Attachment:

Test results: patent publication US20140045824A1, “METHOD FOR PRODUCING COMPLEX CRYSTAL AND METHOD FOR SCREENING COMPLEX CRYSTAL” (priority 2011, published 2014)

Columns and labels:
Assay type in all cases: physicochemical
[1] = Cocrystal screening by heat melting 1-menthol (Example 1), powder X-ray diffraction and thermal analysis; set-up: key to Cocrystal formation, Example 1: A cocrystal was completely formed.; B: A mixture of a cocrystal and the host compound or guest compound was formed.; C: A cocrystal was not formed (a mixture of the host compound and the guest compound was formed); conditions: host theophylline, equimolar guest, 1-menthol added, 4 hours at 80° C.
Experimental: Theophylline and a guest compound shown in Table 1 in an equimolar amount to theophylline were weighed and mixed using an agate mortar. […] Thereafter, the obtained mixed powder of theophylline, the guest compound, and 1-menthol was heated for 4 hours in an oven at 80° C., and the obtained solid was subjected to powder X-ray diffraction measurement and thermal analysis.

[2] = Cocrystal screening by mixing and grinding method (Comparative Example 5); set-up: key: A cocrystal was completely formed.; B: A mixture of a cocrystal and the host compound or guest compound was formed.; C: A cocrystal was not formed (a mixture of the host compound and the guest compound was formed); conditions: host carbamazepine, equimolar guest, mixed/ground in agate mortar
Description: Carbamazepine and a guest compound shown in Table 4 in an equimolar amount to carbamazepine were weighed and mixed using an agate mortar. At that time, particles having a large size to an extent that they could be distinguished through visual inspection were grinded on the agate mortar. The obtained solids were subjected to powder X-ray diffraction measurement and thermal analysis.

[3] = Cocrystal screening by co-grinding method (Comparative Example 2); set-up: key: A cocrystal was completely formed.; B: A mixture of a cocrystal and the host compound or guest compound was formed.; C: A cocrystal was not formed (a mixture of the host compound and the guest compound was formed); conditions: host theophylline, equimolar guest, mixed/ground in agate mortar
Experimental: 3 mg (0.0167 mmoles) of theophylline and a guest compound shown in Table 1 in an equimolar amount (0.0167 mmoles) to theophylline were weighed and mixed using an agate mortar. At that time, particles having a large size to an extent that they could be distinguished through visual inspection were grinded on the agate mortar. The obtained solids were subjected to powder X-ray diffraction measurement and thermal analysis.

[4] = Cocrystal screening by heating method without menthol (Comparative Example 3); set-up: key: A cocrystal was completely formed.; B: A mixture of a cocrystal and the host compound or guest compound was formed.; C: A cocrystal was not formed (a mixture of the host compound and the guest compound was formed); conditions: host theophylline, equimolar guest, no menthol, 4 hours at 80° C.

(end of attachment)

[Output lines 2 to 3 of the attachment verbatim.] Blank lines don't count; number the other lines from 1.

Columns and labels:
Assay type in all cases: physicochemical